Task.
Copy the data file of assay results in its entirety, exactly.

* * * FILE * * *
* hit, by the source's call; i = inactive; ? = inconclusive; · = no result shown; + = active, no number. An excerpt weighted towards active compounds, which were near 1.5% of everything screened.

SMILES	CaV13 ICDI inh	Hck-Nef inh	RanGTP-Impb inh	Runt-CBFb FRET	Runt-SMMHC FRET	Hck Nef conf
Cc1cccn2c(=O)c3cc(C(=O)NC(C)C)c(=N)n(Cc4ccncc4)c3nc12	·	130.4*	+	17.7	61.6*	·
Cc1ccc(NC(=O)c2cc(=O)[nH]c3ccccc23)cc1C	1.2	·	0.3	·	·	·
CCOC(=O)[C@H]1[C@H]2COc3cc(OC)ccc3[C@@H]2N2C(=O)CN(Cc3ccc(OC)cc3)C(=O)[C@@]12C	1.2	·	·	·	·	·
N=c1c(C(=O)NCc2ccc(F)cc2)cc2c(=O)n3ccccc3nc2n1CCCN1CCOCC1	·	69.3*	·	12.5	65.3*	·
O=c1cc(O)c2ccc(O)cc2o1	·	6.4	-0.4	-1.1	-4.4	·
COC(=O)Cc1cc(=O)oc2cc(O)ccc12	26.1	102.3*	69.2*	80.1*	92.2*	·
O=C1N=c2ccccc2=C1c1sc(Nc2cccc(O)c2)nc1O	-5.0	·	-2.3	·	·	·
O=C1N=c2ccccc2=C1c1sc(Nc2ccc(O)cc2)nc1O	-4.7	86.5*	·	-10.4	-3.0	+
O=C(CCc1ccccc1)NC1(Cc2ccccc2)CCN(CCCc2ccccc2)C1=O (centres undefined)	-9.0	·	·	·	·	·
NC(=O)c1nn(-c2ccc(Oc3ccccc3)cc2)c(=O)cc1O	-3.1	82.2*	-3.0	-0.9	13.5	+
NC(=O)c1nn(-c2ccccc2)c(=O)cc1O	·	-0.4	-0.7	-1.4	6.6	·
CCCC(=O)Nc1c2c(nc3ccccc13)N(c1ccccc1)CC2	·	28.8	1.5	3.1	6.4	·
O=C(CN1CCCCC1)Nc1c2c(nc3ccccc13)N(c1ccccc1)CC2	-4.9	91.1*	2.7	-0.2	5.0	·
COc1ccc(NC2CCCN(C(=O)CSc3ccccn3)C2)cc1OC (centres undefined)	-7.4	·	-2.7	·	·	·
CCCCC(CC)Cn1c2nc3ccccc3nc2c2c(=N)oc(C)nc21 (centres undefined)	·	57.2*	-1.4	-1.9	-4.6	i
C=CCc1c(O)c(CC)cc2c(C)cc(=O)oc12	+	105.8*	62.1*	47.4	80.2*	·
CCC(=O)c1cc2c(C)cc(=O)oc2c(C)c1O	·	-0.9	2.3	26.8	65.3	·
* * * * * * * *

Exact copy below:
* hit, by the source's call; i = inactive; ? = inconclusive; · = no result shown; + = active, no number. An excerpt weighted towards active compounds, which were near 1.5% of everything screened.

SMILES	CaV13 ICDI inh	Hck-Nef inh	RanGTP-Impb inh	Runt-CBFb FRET	Runt-SMMHC FRET	Hck Nef conf
Cc1cccn2c(=O)c3cc(C(=O)NC(C)C)c(=N)n(Cc4ccncc4)c3nc12	·	130.4*	+	17.7	61.6*	·
Cc1ccc(NC(=O)c2cc(=O)[nH]c3ccccc23)cc1C	1.2	·	0.3	·	·	·
CCOC(=O)[C@H]1[C@H]2COc3cc(OC)ccc3[C@@H]2N2C(=O)CN(Cc3ccc(OC)cc3)C(=O)[C@@]12C	1.2	·	·	·	·	·
N=c1c(C(=O)NCc2ccc(F)cc2)cc2c(=O)n3ccccc3nc2n1CCCN1CCOCC1	·	69.3*	·	12.5	65.3*	·
O=c1cc(O)c2ccc(O)cc2o1	·	6.4	-0.4	-1.1	-4.4	·
COC(=O)Cc1cc(=O)oc2cc(O)ccc12	26.1	102.3*	69.2*	80.1*	92.2*	·
O=C1N=c2ccccc2=C1c1sc(Nc2cccc(O)c2)nc1O	-5.0	·	-2.3	·	·	·
O=C1N=c2ccccc2=C1c1sc(Nc2ccc(O)cc2)nc1O	-4.7	86.5*	·	-10.4	-3.0	+
O=C(CCc1ccccc1)NC1(Cc2ccccc2)CCN(CCCc2ccccc2)C1=O (centres undefined)	-9.0	·	·	·	·	·
NC(=O)c1nn(-c2ccc(Oc3ccccc3)cc2)c(=O)cc1O	-3.1	82.2*	-3.0	-0.9	13.5	+
NC(=O)c1nn(-c2ccccc2)c(=O)cc1O	·	-0.4	-0.7	-1.4	6.6	·
CCCC(=O)Nc1c2c(nc3ccccc13)N(c1ccccc1)CC2	·	28.8	1.5	3.1	6.4	·
O=C(CN1CCCCC1)Nc1c2c(nc3ccccc13)N(c1ccccc1)CC2	-4.9	91.1*	2.7	-0.2	5.0	·
COc1ccc(NC2CCCN(C(=O)CSc3ccccn3)C2)cc1OC (centres undefined)	-7.4	·	-2.7	·	·	·
CCCCC(CC)Cn1c2nc3ccccc3nc2c2c(=N)oc(C)nc21 (centres undefined)	·	57.2*	-1.4	-1.9	-4.6	i
C=CCc1c(O)c(CC)cc2c(C)cc(=O)oc12	+	105.8*	62.1*	47.4	80.2*	·
CCC(=O)c1cc2c(C)cc(=O)oc2c(C)c1O	·	-0.9	2.3	26.8	65.3	·